U S CONCRETE INC USCR
October 29, 2014 - 12:40am EST by
rosie918
2014 2015
Price: 23.60 EPS $1.68 $2.16
Shares Out. (in M): 14 P/E 14.0x 10.9x
Market Cap (in $M): 344 P/FCF 0.0x 0.0x
Net Debt (in $M): 126 EBIT 45 65
TEV ($): 472 TEV/EBIT 10.6x 7.2x

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  • Construction
  • Analyst Coverage
  • Concrete
  • Ready Mix Concrete
  • Potential Acquisition Target
  • Warrants
  • Management incentive
  • Cyclical
  • Building Products, Materials

Description

2014.10.28 US Concrete (USCR; $24.60) Long

This idea is pretty simple, so I will try to keep it short and targeted.  USCR is virtually a pure play US ready mix concrete company, with over 90% of revs from ready mix, nearly 5% from aggregates, and the balance from other related business.  See the latest company presentation here for more information: http://files.shareholder.com/downloads/AMDA-1H4VMY/3581231133x0x778308/4f32c415-f648-4f6e-96e4-764b997ab076/

 

Ready mix is historically a cyclical, cash generative business, with limited moats over the long term (facilities are small, with low capital requirements, trucks are historically easy to lease or finance, and minimum efficient scale is small).  As might be expected, historically the business was largely a “cost-push” model, with ready mix pricing heavily influenced by the main input costs such as cement, aggregates, and admixtures.  However, the business can generate very strong returns during the right part of the cycle, and crucially, I believe we are in the right part of the cycle.  Moreover, the depth of the last downturn was so severe that this upturn should allow for stronger ready mix profitability for longer than otherwise expected or typical.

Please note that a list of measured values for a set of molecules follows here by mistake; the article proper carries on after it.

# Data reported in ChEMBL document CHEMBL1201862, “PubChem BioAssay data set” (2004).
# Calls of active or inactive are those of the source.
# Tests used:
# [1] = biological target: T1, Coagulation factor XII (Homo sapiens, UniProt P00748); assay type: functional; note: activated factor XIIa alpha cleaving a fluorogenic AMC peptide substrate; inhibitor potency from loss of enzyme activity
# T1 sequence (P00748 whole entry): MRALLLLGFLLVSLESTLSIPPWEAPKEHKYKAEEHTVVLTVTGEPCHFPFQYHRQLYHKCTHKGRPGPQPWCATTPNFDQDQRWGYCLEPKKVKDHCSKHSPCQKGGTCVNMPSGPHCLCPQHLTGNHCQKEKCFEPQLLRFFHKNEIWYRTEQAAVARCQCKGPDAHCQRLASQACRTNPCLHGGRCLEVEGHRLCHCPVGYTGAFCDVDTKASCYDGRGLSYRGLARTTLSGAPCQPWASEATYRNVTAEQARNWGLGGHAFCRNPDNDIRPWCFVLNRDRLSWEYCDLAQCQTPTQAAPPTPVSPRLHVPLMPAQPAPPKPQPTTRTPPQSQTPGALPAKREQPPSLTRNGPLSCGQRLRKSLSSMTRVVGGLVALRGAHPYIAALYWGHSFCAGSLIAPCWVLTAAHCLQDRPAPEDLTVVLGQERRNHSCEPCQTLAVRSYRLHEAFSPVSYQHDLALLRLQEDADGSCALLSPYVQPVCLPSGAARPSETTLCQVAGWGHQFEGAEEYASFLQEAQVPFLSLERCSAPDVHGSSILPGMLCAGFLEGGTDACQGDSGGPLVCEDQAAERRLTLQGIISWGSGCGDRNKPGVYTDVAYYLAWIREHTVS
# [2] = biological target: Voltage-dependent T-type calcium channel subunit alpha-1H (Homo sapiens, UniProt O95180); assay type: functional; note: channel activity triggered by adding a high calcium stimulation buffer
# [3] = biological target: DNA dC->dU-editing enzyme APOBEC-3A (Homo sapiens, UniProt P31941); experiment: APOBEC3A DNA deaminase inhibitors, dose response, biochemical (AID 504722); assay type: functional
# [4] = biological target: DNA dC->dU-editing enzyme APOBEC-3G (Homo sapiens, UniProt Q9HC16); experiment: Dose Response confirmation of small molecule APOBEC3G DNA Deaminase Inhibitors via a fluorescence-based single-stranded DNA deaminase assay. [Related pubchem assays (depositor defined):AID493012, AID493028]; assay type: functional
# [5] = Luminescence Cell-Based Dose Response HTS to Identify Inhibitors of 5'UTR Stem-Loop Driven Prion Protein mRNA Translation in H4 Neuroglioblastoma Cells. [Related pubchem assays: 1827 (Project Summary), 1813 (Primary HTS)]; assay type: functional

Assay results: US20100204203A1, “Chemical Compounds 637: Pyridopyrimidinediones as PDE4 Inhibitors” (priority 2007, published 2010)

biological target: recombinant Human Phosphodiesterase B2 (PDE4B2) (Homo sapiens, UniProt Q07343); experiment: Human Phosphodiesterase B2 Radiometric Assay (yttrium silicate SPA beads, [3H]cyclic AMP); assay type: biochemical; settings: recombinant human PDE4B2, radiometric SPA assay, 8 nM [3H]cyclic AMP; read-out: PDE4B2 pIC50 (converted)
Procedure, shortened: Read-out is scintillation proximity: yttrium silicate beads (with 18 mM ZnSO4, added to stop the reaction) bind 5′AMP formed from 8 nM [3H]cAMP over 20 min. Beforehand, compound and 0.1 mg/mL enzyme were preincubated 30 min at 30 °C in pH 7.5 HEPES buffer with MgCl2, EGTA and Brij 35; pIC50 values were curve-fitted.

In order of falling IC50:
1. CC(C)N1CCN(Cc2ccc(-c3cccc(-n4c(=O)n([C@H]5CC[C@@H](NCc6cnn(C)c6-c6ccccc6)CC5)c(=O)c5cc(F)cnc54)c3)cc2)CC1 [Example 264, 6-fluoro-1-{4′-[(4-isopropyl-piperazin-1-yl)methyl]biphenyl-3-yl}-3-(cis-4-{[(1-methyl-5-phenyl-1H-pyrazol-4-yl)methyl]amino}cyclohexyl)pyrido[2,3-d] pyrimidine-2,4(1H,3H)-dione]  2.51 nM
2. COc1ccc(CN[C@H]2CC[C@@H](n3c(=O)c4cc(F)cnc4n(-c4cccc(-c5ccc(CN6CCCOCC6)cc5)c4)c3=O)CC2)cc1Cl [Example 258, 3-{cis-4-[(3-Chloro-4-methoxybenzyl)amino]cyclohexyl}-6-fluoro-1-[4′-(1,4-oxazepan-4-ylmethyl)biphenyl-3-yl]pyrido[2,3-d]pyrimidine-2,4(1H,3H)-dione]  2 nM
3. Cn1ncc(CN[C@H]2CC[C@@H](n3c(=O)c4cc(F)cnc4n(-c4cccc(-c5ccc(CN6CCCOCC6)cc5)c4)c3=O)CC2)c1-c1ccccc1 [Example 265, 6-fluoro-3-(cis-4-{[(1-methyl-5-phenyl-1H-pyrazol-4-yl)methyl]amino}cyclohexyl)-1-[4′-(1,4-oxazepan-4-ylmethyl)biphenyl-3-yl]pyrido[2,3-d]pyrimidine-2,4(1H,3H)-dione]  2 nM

Along those lines, the US ready mix industry (“RM”) today is enjoying a very tight supply-demand situation, which is providing the industry with very strong pricing.  In prior cycles, RM sequentially would lag cement and aggregates in regaining strong pricing due to excess supply early in the cycle.  It typically wouldn’t be until later in the upturn that RM demand would be sufficient to satiate supply and allow for strong pricing.  This cycle, however, the opposite occurred, with RM pricing strengthening sooner and more powerfully than cement and aggregates.  Look here, for instance, at the yoy pricing reported by Cemex for their US operations for both cement and RM going back to 2004: